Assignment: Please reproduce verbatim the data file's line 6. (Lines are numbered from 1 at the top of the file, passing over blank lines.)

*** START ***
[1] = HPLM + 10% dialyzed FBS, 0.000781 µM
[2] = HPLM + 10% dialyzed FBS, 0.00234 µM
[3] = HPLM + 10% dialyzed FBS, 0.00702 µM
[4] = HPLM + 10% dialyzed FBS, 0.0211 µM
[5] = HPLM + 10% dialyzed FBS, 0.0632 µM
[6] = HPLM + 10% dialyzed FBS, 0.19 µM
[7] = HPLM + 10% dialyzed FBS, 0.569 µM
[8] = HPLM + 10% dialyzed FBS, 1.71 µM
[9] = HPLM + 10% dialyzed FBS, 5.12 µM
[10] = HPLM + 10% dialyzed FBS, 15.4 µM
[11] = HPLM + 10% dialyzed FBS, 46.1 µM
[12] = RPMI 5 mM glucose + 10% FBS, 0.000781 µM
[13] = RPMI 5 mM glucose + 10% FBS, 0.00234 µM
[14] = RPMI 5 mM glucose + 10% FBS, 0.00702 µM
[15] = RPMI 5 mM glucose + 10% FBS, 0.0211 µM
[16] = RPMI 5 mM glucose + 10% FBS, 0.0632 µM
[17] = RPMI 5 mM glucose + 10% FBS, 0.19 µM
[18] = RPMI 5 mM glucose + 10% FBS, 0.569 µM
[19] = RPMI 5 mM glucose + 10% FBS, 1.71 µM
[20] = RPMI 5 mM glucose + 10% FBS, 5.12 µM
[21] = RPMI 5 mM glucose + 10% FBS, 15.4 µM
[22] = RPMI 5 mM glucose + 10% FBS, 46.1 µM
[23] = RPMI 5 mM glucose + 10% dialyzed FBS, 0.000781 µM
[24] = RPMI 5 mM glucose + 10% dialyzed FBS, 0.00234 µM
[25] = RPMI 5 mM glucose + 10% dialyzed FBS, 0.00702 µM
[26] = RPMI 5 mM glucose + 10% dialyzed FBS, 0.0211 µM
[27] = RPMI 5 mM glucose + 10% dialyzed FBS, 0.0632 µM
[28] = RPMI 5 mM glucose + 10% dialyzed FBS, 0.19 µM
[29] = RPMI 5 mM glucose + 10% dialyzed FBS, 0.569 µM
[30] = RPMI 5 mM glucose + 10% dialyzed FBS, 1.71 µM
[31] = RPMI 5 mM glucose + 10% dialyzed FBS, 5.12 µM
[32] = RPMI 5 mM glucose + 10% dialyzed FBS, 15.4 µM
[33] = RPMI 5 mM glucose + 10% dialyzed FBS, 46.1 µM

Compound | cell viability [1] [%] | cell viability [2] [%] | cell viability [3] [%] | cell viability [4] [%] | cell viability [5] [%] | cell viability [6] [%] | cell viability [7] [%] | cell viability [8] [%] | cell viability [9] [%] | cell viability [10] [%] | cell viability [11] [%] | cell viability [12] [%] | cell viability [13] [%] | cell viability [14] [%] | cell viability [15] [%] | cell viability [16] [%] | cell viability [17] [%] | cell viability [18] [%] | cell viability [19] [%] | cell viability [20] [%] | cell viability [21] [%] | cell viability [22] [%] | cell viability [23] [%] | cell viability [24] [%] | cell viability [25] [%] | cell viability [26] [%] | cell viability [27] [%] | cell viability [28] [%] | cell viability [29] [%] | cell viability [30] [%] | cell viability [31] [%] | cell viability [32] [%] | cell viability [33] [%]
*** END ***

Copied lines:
[6] = HPLM + 10% dialyzed FBS, 0.19 µM